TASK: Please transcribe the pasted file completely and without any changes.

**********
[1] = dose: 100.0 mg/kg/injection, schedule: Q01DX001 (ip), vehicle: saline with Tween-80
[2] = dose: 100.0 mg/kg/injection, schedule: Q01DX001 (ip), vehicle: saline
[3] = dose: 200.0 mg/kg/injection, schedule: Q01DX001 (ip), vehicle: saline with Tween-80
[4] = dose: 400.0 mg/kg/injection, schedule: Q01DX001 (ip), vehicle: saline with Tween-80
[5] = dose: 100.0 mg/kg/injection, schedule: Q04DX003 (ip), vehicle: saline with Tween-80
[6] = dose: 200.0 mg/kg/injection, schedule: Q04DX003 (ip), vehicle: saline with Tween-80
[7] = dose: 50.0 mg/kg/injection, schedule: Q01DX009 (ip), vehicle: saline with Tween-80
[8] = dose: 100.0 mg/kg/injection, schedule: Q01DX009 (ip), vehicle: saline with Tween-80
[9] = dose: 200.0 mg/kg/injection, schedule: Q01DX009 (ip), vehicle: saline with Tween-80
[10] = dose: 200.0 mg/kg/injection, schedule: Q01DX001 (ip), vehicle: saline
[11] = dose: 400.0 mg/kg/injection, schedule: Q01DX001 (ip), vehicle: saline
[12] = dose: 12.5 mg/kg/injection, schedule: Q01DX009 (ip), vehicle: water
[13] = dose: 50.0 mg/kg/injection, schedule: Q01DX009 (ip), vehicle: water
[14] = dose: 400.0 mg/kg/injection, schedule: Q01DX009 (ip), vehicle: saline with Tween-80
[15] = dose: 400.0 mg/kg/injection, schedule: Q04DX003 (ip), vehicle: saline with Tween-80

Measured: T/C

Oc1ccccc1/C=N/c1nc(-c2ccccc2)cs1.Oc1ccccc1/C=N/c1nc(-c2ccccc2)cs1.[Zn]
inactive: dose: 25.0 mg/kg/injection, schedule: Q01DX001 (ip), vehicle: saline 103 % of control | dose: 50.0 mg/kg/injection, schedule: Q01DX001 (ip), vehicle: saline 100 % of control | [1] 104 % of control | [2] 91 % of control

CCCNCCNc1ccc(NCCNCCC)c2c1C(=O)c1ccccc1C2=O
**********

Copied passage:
[1] = dose: 100.0 mg/kg/injection, schedule: Q01DX001 (ip), vehicle: saline with Tween-80
[2] = dose: 100.0 mg/kg/injection, schedule: Q01DX001 (ip), vehicle: saline
[3] = dose: 200.0 mg/kg/injection, schedule: Q01DX001 (ip), vehicle: saline with Tween-80
[4] = dose: 400.0 mg/kg/injection, schedule: Q01DX001 (ip), vehicle: saline with Tween-80
[5] = dose: 100.0 mg/kg/injection, schedule: Q04DX003 (ip), vehicle: saline with Tween-80
[6] = dose: 200.0 mg/kg/injection, schedule: Q04DX003 (ip), vehicle: saline with Tween-80
[7] = dose: 50.0 mg/kg/injection, schedule: Q01DX009 (ip), vehicle: saline with Tween-80
[8] = dose: 100.0 mg/kg/injection, schedule: Q01DX009 (ip), vehicle: saline with Tween-80
[9] = dose: 200.0 mg/kg/injection, schedule: Q01DX009 (ip), vehicle: saline with Tween-80
[10] = dose: 200.0 mg/kg/injection, schedule: Q01DX001 (ip), vehicle: saline
[11] = dose: 400.0 mg/kg/injection, schedule: Q01DX001 (ip), vehicle: saline
[12] = dose: 12.5 mg/kg/injection, schedule: Q01DX009 (ip), vehicle: water
[13] = dose: 50.0 mg/kg/injection, schedule: Q01DX009 (ip), vehicle: water
[14] = dose: 400.0 mg/kg/injection, schedule: Q01DX009 (ip), vehicle: saline with Tween-80
[15] = dose: 400.0 mg/kg/injection, schedule: Q04DX003 (ip), vehicle: saline with Tween-80

Measured: T/C

Oc1ccccc1/C=N/c1nc(-c2ccccc2)cs1.Oc1ccccc1/C=N/c1nc(-c2ccccc2)cs1.[Zn]
inactive: dose: 25.0 mg/kg/injection, schedule: Q01DX001 (ip), vehicle: saline 103 % of control | dose: 50.0 mg/kg/injection, schedule: Q01DX001 (ip), vehicle: saline 100 % of control | [1] 104 % of control | [2] 91 % of control

CCCNCCNc1ccc(NCCNCCC)c2c1C(=O)c1ccccc1C2=O